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Author Topic: liquid rubber roof material  (Read 2430 times)
timprevost78
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« on: May 04, 2009, 08:39:20 AM »

hello new guy here my first question for this group is has anybody used liquid rubber roofing ? or any other suggestions. i have a 78 prevost conversion and the roof is flaking -peeling and every time  it rain i get white chaulk streeks runng down the side , so i am stripping roof and starting over. any suggestions will be greatly appriciated    thanks
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« Reply #1 on: May 04, 2009, 08:46:20 AM »

HI Tim and welcome to the board,
I'm not sure if you're talking about the real thing like they do on newer stick and staples or if you're talking about the rubberized roof coating that you buy in the can and roll or brush on. I use the brush on from the can and I never had a problem with white streaks until this year. It's never flaked, though. I went up with a brush during some nice weather in February and it took less than a gallon to recoat the entire roof. No more streaks for now and it took less than an hour to do it. I might have to make it part of my bi-annual maintenance. Now, if someone knows of a method for sealing the roof coating so it doesn't turn powdery, I'd like to hear about that. Good luck, Will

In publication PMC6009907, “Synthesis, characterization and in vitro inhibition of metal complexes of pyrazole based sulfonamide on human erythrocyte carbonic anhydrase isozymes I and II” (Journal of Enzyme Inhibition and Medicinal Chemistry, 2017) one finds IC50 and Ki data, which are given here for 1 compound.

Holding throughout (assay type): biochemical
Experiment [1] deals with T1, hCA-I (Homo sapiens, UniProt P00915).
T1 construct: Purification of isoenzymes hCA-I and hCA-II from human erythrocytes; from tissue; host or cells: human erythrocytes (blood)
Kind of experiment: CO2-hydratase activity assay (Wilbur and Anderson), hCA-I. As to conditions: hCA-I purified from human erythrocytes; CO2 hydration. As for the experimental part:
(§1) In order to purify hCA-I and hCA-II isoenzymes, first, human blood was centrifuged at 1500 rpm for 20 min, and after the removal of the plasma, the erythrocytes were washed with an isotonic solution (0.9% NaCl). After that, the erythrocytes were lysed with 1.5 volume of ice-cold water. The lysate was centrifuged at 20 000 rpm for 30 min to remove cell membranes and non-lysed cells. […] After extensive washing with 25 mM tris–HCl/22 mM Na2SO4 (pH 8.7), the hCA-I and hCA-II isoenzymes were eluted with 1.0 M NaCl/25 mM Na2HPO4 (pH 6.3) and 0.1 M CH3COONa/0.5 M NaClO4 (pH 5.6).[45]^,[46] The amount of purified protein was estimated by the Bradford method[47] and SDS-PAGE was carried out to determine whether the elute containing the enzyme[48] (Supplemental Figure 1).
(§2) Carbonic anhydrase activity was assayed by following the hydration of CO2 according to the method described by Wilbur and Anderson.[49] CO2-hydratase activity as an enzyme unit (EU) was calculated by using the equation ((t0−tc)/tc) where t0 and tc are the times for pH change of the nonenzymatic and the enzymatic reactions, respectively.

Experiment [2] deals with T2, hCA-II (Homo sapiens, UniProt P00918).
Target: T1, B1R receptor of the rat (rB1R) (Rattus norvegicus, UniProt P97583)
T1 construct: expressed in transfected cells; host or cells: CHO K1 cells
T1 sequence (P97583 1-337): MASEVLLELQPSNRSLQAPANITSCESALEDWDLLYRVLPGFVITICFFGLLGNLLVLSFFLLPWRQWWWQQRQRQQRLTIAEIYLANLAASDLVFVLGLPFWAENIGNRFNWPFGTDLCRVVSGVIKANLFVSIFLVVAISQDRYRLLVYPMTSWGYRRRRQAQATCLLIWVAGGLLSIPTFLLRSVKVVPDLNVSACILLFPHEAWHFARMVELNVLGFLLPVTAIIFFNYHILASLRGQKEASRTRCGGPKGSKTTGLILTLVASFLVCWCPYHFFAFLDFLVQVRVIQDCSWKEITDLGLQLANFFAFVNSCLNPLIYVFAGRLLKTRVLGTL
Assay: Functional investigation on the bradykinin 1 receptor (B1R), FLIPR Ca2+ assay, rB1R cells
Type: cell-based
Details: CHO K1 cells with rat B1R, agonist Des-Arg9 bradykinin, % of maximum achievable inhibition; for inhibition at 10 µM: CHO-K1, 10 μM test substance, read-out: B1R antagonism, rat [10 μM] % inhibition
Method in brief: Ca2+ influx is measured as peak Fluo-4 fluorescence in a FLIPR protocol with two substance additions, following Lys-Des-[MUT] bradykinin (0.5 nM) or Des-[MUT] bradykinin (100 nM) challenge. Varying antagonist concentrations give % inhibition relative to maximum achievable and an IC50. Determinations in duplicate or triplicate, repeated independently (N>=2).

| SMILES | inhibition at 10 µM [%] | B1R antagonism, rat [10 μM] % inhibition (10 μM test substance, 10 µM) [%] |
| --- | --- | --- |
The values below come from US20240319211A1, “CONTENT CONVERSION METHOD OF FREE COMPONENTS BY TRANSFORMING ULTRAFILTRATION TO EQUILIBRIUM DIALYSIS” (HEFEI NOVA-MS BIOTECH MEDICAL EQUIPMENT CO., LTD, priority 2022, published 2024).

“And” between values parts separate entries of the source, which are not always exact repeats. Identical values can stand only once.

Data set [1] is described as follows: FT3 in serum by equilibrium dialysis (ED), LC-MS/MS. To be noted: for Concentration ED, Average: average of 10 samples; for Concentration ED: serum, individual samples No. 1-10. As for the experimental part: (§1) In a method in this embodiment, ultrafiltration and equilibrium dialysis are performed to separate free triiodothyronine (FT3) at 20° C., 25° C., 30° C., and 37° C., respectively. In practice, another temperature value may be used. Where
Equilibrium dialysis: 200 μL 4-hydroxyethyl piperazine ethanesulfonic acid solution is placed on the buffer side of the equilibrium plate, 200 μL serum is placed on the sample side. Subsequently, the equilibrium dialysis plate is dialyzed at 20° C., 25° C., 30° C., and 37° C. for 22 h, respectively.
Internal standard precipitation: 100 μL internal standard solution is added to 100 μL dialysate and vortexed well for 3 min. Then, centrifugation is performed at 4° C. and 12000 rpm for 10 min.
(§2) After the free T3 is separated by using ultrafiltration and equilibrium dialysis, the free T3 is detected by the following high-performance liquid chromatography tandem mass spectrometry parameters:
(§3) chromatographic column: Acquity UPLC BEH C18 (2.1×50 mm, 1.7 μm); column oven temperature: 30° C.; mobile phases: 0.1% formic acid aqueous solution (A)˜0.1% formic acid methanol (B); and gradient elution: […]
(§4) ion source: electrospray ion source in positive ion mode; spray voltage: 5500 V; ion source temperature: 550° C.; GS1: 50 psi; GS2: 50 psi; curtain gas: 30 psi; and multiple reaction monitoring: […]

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Lin
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« Reply #2 on: May 04, 2009, 11:00:47 AM »

I have used Kool Kote on several RV's and thought it worked fine.  There are several similar roofing products available, but most will not state that they work for RV's.  Kool Kote backs its product for our application.
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JohnEd
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« Reply #3 on: May 04, 2009, 11:33:15 AM »

I have used Kool Coat and it worked well.....for awhile.  All that stuff will mildew and that means I have to scrub it down with Tide and bleach.  Every other year I repaint and that can't go on forever or I will be top heavy.

I would suggest that you are getting set up to "really" paint your roof.  After you strip that junk off go over the roof and seal the seams with auto sealer of some type that has min body.  Then paint the roof "brilliant" WHITE with something durable like "EMRON".  UPS does this and a whole host of other commercial vehicles.  Make sure it is a GLOSS and that it is mildew resistant.  High gloss leaves nothing for the mildew to get a grip on.  White reflects the suns radiant heat energy.  The roof being just a little discolored will reduce that heat rejection capability.

You would have to drape the side of the bus with plastic film from a taping machine but the stuff comes off the roll in a 10 foot width so a single run around the roof perimeter would do it for taping.  You can apply this paint yourself with a HF cheapo gun if you aren't concerned with a professional job and who will see your roof, anyway.  Roofs don't run or sag much either.